Leftovers is a blog that explores historical cookbooks as a way of understanding culinary history. Each post contains an introduction and historical overview that moves outward from the dish to its broader social and historical aspects, followed by notes on reconstruction of the recipe and some of the larger inquiries raised through this process. A specialized historian (graduate student or professor) reviews each post for accuracy and suggests books and articles for further reading, while an experienced food photographer takes professional photographs of each dish. Leftovers draws upon methodologies of historical reconstruction and culinary history. As historian of science Pamela Smith has concluded through her Making and Knowing Project, one cannot understand complex technical recipes, and the world that they illustrate, without trying and testing them. The same is true of culinary history, in which the preparation of dishes is crucial to the study of culture and social practices.
Reconstructing recipes offers our readers a glimpse into bygone eras, into worlds at once similar and different from our own, as we unearth different kinds of knowledge: knowledge of the palate, actions guided by muscle memory, and traditions that were so obvious that no one bothered to spell them out.
One post that might be of particular interest to readers of the Ancient Jew Review is Ancient Mesopotamian Beet Broth:
MAKING ANCIENT MESOPOTAMIAN BROTH IN OUR 2015 KITCHEN:
What are these veggies? Several of these translations of ingredients are only approximations – for instance, this word for “beet” is not known from any other text. As this recipe dates to almost four millennia ago, there is a possibility that some of these vegetables have evolved or even gone extinct. Such is the problem with ancient history!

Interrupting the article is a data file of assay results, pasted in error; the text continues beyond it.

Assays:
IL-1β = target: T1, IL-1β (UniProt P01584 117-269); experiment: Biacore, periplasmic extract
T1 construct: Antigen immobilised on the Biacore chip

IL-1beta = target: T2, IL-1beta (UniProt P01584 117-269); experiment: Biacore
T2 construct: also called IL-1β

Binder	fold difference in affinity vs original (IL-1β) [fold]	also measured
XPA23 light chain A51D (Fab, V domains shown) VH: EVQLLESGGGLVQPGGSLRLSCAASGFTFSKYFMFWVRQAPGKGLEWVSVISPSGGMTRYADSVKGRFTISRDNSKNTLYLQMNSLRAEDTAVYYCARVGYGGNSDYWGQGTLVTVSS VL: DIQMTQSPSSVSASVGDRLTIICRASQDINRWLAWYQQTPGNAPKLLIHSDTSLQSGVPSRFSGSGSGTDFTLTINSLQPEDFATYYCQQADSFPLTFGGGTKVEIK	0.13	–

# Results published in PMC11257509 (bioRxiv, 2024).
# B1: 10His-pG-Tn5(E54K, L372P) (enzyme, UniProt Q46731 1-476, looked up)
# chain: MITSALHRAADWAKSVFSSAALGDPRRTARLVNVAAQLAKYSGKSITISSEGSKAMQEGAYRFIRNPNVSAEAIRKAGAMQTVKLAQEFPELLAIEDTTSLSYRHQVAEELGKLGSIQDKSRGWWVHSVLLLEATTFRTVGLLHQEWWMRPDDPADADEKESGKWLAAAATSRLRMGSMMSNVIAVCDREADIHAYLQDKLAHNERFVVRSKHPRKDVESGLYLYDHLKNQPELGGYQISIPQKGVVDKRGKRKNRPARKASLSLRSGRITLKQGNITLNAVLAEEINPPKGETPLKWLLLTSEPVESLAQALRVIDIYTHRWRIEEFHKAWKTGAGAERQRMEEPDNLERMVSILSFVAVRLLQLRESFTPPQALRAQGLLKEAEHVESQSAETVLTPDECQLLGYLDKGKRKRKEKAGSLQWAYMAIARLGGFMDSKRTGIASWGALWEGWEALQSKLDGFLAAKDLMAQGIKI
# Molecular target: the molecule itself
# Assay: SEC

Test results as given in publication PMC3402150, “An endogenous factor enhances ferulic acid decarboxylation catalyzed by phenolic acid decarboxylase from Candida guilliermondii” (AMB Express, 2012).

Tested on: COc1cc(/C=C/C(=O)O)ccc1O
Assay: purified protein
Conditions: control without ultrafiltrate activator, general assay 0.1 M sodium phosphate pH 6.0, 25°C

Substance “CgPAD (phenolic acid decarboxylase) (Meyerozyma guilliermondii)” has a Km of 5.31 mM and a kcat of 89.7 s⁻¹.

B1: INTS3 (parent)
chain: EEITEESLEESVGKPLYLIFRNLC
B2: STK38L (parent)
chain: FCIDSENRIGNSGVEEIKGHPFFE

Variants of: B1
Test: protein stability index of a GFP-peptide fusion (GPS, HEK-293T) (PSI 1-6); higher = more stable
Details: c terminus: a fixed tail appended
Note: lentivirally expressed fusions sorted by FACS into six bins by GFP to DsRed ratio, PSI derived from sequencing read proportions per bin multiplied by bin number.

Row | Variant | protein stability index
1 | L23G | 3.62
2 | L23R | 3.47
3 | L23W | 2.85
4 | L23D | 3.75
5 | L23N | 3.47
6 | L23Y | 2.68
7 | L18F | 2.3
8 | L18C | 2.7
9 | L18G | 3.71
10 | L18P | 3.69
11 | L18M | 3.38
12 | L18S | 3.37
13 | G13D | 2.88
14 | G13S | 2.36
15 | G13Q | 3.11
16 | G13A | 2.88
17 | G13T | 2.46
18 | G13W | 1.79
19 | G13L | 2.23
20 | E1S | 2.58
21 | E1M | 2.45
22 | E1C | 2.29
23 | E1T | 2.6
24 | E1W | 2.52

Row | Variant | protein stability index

How much? Like many historical recipes, this recipe does not include any specific amounts or measurements. We tried to work with quantities that we usually use for a soup or broth.
Animal Fat? The original recipe uses animal fat, but doesn’t specify what type. We thought that this fat was possibly lamb fat, so we used lamb chops.
Beer from 3500 years ago? It might be surprising for us today, but beer actually dates WAY back. In ancient Mesopotamia, women would make beer at home and people would drink it out of the vat in which it was made. They also had the ancient equivalent of taverns, where people would drink beer away from home and get into all sorts of mischief.
TUH’U (BEET) BROTH:
Thigh meat is used. You prepare the water. You pour in animal fat. You peel the vegetables. You gather together salt, beer, onion, arugula, coriander, soapwort, cumin, and beet. You crush leek and garlic. You sprinkle coriander on top of the ingredients.
2 onions, chopped loosely
1 beet, chopped in large chunks
5 garlic cloves, minced
1 leek, diced
2 lamb chops, chopped into cubes
1 bottle of beer (12 oz)
1 tsp salt
1 tsp ground cumin
Fresh coriander leaves
Chop the onions and beet loosely. If you have some of the beet leaves, keep them aside to add some later. Dice the leek and mince garlic (we didn’t really know what “crush leek and garlic” meant, so we diced them to small pieces).
In a large stockpot, heat olive oil and add the cubed lamb chops and brown them so that they release juices that will flavor the broth. Add leek, beet, garlic, and onions and sauté.
Once vegetables are soft and meat is browned, pour in the bottle of beer. Add enough water to cover all of the ingredients. Stir in the salt and cumin, and cook the broth on a low flame for about an hour. Coriander and arugula should be added at the end, so that they will still be fresh and green.
The soup tastes better after simmering for a while.
To learn more about this recipe and discover other historical culinary recipes, visit Leftovers: History of the World in 1000 Cookbooks